What is Reinforcement Learning?
From Wikipedia : "Reinforcement learning is an area of machine learning inspired by behaviorist psychology, concerned with how software agents ought to take actions in an environment so as to maximize some notion of cumulative reward." . Let us break this definition down:
- Reinforcement Learning Maps situations to actions to maximize a numerical reward.
- Unlike supervised learning, the learner is not told which actions to take but must discover which actions yield the most reward by trying them.
- Highly useful in cases of significant uncertainty about the environment
What are Multi Arm Bandits (MAB)?
“Bandit problems embody in essential form a conflict evident in all human action: choosing actions which yield immediate reward vs. choosing actions (e.g. acquiring information or preparing the ground) whose benefit will come only later” - P. Whittle (1980).
MAB is best understood through this analogy:
A gambler at a row of slot machines has to decide which machines to play, how many times to play each machine and in which order to play them. When played, each machine provides a reward from a distribution specific to that machine. The objective is to maximize the sum of rewards earned through a sequence of lever pulls.
- Exploitation : Go to your favorite restaurant
- Exploration: Try a new restaurant
- Exploitation : Continue using existing well
- Exploration: Drill at a new location
- Exploitation: Show the most successful advert
- Exploration :Show a different advert
•Lets Index the arms by a, and the probability distribution over possible rewards r for each arm a can be written as pa(r) .
• We have to find the arm with the largest mean reward μa=Ea[r]
•In practice pa(r) are non-stationary
So how does one come up with an optimal (albeit approximate) strategy to explore and exploit so as to reap maximum rewards? There are two classes of well known strategies in literature:
- Greedy : the best lever (based on previous trials) is always pulled except when a (uniformly) random action is taken. A popular example of a Greedy strategy is called Epsilon Greedy.
- Probabilistic Matching : the number of pulls for a given lever should match its actual probability of being the optimal lever. Example: Thompson Sampling
Select the best lever most of the time, pull a random lever some of the time (show random ads sometimes, and the best
ad most of the time). In this strategy we choose to pull a new lever (explore) with a frequency of epsilon (hence the name). Hence epsilon is the fraction of times we sample a lever randomly and 1- epsilon is the fraction of times we choose optimally. An epsilon value of 1.0 will cause it to always explore, while a value of 0.0 will cause it to always exploit the best preforming lever.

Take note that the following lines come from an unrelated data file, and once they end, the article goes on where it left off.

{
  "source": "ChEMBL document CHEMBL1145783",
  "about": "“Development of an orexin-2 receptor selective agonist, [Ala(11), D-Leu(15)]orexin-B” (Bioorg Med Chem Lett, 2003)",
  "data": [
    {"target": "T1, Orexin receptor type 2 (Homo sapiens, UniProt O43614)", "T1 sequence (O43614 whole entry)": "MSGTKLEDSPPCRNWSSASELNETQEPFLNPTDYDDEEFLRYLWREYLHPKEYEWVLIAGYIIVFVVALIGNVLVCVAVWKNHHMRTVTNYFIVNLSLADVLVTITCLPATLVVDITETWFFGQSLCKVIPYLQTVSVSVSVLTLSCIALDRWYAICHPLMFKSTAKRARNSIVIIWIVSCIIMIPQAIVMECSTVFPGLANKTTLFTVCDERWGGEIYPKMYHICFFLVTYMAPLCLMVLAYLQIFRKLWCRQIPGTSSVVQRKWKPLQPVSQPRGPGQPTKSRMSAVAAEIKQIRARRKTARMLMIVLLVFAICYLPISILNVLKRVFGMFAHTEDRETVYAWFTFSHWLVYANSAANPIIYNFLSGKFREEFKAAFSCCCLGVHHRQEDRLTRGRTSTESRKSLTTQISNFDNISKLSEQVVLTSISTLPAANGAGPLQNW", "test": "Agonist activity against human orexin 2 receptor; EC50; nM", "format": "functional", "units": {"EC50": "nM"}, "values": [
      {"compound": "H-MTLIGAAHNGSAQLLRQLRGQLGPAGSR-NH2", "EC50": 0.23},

- Very easy to implement.
- Will not get stuck in some local optimal state.
- The best performing arm will be used most of the time.
- How do you pick the value epsilon? This is a tricky problem to solve and the wrong epsilon value could lead to either 0 exploration or too much exploration.
Thompson Sampling is a randomized algorithm based on Bayesian ideas. The first version of this Bayesian heuristic is more than 80 years old, dating to Thompson (1933). It is a member of the family of randomized probability matching
algorithms. The basic idea is to assume a simple prior distribution on the underlying parameters of the reward distribution of every lever, and at every time step, play a lever according to its posterior probability of being the best arm.
In other words, we encode our belief about where the expected reward μa is for lever a in probability distribution p(μa|data). For example, if each lever is an advert, p(μa|data) could be the probability distribution of the mean CTR of the advert given historical data about the advert. When the reward is a binomial (click Vs no click) a Beta-Binomial model is usually a convenient choice.
- Easy to implement.
- Robust against delayed feedback: Often feedback about rewards is not immediately available. Imagine each lever being a product on sale on an eCommerce site. The reward is sold Vs not sold. The knowledge that a product was sold may not be immediately available to the bandit system. In this case, Thompson Sampling (being randomized) will keep exploring (because its randomized) instead of being stuck showing a sub performing product.
- Exploration may cease to exist if the algorithm converges quickly. Continuing with the previous example, a product that gets a few sales may continue getting more sales (simply because its shown more) and may overwhelm new products for being shown. Thompson sampling hence needs careful tuning and experimentation.
- Kuleshov, Volodymyr, and Doina Precup. "Algorithms for multi-armed bandit problems." arXiv preprint arXiv:1402.6028 (2014).
- Chapelle, Olivier, and Lihong Li. "An empirical evaluation of thompson sampling." Advances in neural information processing systems. 2011.
- Agrawal, Shipra, and Navin Goyal. "Analysis of Thompson sampling for the multi-armed bandit problem." arXiv preprint arXiv:1111.1797 (2011).